Leonard E. Read (1898 - 1983)
Leonard E. Read was an author and evangelist for a free society based
on the free market. He created the Foundation for Economic Education
as an organization to educate people in the concepts of liberty and
free markets via public speaking and, later, its monthly magazine,
The Freeman. In addition to that, he is most remembered for his essay
I, Pencil, a very approachable introduction to the amazing mystery
of the Invisible Hand.
Read was born on September 26, 1898 on a farm in Michigan, and grew up
a studious youth. He volunteered for military service when the United States
entered World War I, and after his discharge wanted to attend medical
school, but was unable to afford it. He started a produce business, intending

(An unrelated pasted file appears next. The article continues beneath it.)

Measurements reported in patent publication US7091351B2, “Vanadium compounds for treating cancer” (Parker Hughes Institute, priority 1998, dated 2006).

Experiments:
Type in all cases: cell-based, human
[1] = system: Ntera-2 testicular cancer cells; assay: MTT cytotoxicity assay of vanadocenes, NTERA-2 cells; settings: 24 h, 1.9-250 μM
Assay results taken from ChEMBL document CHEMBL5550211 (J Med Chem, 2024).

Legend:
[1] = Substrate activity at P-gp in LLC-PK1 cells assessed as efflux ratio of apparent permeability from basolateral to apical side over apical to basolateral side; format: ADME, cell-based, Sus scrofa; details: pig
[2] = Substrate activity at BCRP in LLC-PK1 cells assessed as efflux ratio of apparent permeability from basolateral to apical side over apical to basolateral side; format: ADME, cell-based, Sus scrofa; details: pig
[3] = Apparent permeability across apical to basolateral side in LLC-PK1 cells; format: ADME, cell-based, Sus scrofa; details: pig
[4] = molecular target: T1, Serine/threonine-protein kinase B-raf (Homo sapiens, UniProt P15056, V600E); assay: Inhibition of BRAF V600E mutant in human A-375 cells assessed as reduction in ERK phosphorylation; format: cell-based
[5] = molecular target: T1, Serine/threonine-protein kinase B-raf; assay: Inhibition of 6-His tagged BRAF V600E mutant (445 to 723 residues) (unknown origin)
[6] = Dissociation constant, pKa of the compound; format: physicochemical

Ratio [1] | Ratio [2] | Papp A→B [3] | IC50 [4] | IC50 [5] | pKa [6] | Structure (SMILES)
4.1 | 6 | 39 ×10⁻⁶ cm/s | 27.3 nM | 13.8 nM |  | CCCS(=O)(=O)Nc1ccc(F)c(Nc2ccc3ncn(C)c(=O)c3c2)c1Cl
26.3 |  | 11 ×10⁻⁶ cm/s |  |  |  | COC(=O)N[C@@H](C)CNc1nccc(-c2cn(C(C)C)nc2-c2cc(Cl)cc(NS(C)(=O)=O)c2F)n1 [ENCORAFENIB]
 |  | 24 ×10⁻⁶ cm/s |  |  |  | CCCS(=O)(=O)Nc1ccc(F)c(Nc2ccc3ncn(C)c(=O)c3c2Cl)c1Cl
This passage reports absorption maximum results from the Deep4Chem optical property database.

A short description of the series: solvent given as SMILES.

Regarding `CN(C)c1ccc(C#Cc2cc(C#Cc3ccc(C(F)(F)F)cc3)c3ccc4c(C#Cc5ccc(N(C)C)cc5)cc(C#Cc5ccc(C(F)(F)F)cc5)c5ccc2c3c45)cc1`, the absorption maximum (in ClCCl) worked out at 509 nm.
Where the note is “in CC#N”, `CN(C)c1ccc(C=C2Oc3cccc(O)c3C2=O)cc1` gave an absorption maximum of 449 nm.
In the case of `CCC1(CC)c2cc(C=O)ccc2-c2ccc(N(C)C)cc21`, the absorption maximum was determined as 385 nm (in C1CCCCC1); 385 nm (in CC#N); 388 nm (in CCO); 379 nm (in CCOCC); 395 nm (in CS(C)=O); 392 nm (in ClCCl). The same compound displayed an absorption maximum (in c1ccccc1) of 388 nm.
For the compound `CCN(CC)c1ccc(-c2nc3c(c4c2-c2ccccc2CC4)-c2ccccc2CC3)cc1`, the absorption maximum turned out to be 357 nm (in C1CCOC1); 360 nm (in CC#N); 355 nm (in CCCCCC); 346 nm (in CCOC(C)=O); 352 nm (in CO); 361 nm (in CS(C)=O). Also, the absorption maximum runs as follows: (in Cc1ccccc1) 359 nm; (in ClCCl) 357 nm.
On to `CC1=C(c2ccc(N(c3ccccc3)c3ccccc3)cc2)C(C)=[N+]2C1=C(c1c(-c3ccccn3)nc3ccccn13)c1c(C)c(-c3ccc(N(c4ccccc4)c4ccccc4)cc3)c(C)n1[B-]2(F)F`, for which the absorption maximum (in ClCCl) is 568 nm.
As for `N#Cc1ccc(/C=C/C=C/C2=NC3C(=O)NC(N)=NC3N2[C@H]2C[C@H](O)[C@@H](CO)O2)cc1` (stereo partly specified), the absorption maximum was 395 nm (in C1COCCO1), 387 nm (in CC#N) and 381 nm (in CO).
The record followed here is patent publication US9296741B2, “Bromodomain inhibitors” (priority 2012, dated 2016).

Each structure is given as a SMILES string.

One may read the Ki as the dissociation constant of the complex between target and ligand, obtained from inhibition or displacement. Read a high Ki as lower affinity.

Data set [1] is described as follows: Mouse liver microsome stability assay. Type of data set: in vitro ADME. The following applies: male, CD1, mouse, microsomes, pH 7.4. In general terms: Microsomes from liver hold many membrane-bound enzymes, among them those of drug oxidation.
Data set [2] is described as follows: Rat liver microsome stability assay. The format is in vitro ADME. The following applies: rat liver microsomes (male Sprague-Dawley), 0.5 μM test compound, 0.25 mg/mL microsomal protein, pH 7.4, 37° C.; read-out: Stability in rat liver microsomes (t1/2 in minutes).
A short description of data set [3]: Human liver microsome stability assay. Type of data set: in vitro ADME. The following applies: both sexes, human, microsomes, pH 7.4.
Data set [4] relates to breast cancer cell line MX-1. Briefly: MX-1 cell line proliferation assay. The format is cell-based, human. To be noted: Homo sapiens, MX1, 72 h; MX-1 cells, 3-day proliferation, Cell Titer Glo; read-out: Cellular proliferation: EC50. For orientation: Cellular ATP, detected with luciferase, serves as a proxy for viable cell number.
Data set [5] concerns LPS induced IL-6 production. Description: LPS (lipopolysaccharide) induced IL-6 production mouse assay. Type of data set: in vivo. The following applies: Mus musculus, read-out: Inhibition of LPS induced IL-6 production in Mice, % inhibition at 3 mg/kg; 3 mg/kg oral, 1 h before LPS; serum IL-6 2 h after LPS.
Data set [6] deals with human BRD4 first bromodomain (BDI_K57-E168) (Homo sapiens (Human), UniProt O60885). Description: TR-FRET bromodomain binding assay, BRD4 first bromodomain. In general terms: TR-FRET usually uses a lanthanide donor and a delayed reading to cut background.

to become a doctor later. Perhaps due to his experience as a businessman,
he instead later went to work for the Chamber of Commerce in Los Angeles,
where he preached against excessive governmental intrusion in business. After
of the New Deal and the growth of fascism through the years of
World War II, and recognizing that pro-statist thought had been
becoming more prevalent in the U.S., he turned his attention to the
full-time goal of economic education, forming the
FEE in 1946, and running it until
his death. Some credit him for not allowing the ideas of
classical liberalism to die out.
It was a major part of his crusading philosophy to explain liberty
and the free market as the most moral framework for a society, in addition
to the efficiency arguments that many proponents of
libertarianism focus on; he said Coercion for noble purposes must
produce ignoble results. This approach lives on in the
editorial policy of The Freeman.
Darn! I meant to write this up on the anniversary
of Mr. Read's birth, but I neglected to take into account
where E2's clock is.
Update: FEE's monthly magazine is now named Ideas on Liberty